Bounce those "Standard" sub-sets of compositions sooner than later!

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Bounce those "Standard" sub-sets of compositions sooner than later!

Post by Unstar » Sat Nov 03, 2018 12:05 am

So I learned an interesting lesson this week. Essentially, you're not really "done" with a piece of music until you have at least all of following:

- The "full" mix and various submixes, i.e. drum and bass, etc
- As many individual stems as applicable
- Instrumenta / Vocal version when applicable
- 30 / 60 / 90 / second versions + stinger versions where applicable
- Fadeout / button ending version where applicable
- Full length / radio edit (abridged)
- Lengthy intro / quick start version where applicable

Reason I'm bringing this up is because an old project from like Digital performer 7.x is corrupt and I can't open it in Digital Performer 9.x. I really wanted to be able to bounce some of the above subsets but alas, it may be lost to the ages.

It's annoying extra work up front but going forward I am going to try to make it a "best practice" to get that alll done way before something gets lost to the ages.

Anyway just throwing it out there.

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Re: Bounce those "Standard" sub-sets of compositions sooner than later!

Post by cosmicdolphin » Sat Nov 03, 2018 4:06 pm

That's gonna be a whole bunch of extra work that may never be needed as different Libraries ask for different edits.

The 15 / 30 / 60 you can make from the full stero mix if you have to..actually I prefer it and I find it easier now I'm used to it. Just load it into a Wav editor ( I use Wavlab ) and do it there, no DAW required.

I would probably try and find a better method. I mean ideally you're not going to be jumping 2 major DAW updates between writing and signing a track. Hopefully at some point you'll get in with Library or two and be writing directly to their briefs so you'll know what's needed as you make it.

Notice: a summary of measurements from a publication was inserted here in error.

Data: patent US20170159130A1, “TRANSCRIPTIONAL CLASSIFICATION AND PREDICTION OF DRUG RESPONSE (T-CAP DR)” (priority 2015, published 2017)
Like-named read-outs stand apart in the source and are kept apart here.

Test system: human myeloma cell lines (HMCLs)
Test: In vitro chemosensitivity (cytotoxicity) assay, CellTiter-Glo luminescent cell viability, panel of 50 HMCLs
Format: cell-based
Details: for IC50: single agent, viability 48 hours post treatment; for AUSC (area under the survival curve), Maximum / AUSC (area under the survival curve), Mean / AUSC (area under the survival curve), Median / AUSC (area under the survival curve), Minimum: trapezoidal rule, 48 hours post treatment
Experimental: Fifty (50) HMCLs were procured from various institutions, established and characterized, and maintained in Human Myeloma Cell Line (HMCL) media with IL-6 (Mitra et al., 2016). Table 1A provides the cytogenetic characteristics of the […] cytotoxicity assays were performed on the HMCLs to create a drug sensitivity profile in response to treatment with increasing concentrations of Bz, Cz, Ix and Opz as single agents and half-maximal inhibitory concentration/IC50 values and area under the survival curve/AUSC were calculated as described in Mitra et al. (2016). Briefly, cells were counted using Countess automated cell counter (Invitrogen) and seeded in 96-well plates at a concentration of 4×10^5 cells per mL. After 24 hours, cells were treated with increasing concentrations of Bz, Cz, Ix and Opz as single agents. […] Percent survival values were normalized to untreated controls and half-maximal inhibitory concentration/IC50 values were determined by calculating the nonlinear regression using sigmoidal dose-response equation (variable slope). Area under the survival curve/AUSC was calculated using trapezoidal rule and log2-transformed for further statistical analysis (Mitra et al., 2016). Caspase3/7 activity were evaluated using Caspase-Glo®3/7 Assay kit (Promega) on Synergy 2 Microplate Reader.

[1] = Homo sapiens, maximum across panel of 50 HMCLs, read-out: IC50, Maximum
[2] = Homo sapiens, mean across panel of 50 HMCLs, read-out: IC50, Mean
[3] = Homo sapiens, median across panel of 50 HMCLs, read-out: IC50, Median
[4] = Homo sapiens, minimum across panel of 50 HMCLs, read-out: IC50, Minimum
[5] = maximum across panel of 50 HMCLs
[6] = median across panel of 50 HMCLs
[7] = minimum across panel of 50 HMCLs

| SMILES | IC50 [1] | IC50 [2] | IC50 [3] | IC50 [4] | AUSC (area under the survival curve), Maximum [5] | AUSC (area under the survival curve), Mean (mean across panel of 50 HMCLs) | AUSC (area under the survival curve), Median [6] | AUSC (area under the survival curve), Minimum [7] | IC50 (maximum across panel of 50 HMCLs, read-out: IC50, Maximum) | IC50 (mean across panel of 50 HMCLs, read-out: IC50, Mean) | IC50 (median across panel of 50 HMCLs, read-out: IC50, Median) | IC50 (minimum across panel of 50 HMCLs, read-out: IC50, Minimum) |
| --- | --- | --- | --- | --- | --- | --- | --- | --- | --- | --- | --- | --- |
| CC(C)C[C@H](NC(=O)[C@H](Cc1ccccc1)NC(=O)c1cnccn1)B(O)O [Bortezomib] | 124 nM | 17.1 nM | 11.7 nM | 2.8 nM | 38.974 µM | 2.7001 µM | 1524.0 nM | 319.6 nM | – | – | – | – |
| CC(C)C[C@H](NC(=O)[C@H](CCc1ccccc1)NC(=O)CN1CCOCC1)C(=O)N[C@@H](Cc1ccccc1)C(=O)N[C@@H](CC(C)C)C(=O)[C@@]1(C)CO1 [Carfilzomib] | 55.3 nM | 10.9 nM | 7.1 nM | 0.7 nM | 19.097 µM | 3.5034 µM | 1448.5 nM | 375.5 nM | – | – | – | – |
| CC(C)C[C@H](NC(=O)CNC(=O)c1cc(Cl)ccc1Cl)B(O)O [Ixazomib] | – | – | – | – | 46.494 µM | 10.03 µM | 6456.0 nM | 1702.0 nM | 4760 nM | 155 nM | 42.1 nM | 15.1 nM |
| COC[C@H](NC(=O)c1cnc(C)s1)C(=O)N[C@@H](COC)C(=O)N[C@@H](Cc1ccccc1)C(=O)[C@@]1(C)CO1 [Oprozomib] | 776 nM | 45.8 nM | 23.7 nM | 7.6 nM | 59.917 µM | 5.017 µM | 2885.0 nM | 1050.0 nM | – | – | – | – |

You can cover yourself by freezing all the tracks so if a plugin or VSTi doesn't work anymore you have it bounced to a wav inside the project. I jumped from Sonar 8.5 to the latest version a couple of months back ..ten years between the two versions and it opened the same project without a hitch but if ever anyting fails it does have a ' safe mode ' so you can at least get into it if it doesn't want to play nice.

If you definitely want to do them in advance then it may help to use track folders , I think all the major DAWs have them but you can drop all your guitars and drums etc. into their own folder and then just solo it when you want to run off a stem.

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Re: Bounce those "Standard" sub-sets of compositions sooner than later!

Post by hummingbird » Sat Nov 03, 2018 8:32 pm

I agree, I'd probably just do the final mix and 2 or 3 full length sub mixes and leave it there unless you are targetting a specific library and know their needs.
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Re: Bounce those "Standard" sub-sets of compositions sooner than later!

Post by Unstar » Sun Nov 04, 2018 7:27 am

cosmicdolphin wrote:That's gonna be a whole bunch of extra work that may never be needed as different Libraries ask for different edits.

The 15 / 30 / 60 you can make from the full stero mix if you have to..actually I prefer it and I find it easier now I'm used to it. Just load it into a Wav editor ( I use Wavlab ) and do it there, no DAW required.

I would probably try and find a better method. I mean ideally you're not going to be jumping 2 major DAW updates between writing and signing a track. Hopefully at some point you'll get in with Library or two and be writing directly to their briefs so you'll know what's needed as you make it.